Unilever, which owns brands like Dove, Axe, and Knorr, has long been a heavy advertiser on sites like YouTube and Facebook. A 2016 report claimed that the consumer goods giant spent a quarter of its ad budget on digital platforms, committing about $2 billion in the process.

The controversies that rocked the online video industry in 2017, however, have Unilever reconsidering its relationship with the digital world. In a speech provided to TechCrunch, Unilever CMO Keith Weed said that YouTube, Facebook, and their ilk must clean up in 2018, or else Unilever will spend its ad budget elsewhere.

“As a brand-led business, Unilever needs its consumers to have trust in our brands,” reads Weed’s speech. “We can’t do anything to damage that trust -– including the choice of channels and platforms we use. So, 2018 is the year when social media must win trust back.”

Last year, YouTube was criticized for allowing ads to run on extremist content. It was also taken to task after multiple reports discovered inappropriate videos aimed at children. Both of those happenings led to temporary advertiser boycotts.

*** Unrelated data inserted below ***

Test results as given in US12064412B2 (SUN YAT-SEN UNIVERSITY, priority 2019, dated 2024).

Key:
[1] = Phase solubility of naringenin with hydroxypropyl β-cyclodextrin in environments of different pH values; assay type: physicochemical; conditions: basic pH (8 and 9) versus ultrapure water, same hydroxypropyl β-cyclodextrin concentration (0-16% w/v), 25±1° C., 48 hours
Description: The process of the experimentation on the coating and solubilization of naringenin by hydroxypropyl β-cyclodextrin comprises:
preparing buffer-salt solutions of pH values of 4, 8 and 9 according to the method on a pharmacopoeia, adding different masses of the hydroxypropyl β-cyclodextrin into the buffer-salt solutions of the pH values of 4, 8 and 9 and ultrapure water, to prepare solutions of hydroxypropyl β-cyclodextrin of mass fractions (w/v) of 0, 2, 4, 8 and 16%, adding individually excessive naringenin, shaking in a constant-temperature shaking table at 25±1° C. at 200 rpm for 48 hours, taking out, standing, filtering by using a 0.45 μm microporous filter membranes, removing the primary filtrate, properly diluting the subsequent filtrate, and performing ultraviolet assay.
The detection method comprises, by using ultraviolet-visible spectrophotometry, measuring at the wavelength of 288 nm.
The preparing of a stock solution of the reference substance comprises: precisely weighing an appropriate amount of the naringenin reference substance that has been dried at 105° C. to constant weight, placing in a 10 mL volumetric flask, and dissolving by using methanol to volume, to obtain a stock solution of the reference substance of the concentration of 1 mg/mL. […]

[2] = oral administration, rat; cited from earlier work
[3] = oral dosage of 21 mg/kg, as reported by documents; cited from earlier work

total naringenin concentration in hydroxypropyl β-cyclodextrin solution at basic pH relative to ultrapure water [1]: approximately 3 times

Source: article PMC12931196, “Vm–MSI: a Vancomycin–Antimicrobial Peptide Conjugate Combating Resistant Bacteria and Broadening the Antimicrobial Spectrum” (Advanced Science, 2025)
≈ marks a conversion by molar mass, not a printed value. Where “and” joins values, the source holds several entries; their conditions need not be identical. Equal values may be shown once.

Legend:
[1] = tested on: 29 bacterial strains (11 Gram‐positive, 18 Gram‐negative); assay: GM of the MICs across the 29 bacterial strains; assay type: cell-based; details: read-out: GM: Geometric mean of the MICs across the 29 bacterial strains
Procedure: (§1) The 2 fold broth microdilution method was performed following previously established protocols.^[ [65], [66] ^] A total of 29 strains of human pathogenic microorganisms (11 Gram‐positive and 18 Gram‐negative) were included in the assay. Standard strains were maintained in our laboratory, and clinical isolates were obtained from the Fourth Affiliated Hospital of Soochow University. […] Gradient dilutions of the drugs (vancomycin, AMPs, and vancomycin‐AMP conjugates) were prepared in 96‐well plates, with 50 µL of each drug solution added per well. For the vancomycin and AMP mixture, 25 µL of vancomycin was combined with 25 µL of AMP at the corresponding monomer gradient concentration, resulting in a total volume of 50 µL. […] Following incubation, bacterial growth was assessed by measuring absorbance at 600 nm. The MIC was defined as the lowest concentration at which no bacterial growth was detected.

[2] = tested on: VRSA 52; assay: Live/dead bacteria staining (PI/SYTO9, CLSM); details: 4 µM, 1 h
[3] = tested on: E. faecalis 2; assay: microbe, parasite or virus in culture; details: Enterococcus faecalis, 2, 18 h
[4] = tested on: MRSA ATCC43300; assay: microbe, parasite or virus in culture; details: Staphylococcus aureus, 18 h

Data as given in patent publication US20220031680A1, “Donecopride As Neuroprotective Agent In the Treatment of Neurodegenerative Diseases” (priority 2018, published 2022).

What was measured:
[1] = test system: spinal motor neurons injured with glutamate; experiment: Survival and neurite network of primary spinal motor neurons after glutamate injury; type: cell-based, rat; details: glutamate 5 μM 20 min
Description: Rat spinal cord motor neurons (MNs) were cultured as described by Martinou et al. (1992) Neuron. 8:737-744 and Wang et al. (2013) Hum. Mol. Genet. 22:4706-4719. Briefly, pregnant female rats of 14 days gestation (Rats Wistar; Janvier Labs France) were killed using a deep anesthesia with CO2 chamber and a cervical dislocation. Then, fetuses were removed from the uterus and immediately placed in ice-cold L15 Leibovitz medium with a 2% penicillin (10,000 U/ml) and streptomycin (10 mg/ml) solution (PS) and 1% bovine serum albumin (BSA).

Facebook, meanwhile, has had its own issues policing its platform. It has been held particularly accountable for the spread of fake news, which appeared to have an effect on the 2016 election.

“It is critical that our brands remain not only in a safe environment, but a suitable one,” explains Weed in his address. “Unilever, as a trusted advertiser, do not want to advertise on platforms which do not make a positive contribution to society.”

Unilever’s past advertisements on YouTube have included several notable campaigns. Dove’s ‘Real Beauty Sketches‘ (pictured above) was one of 2013’s most impactful digital spots, while Knorr’s ‘Love At First Taste’ has received more than 60 million views since its 2016 upload date.

It’s unclear how serious Weed’s threat is, or if he’s merely blowing hot air, but YouTube is taking pressure from advertisers seriously. It has vowed to use both human and technological methods to clean up its premium Google Preferred advertising tier, and it has pledged to build a force of 10,000 reviewers to search for inappropriate content. It remains to be seen whether those steps, and any others YouTube takes this year, will satisfy Weed and his team.

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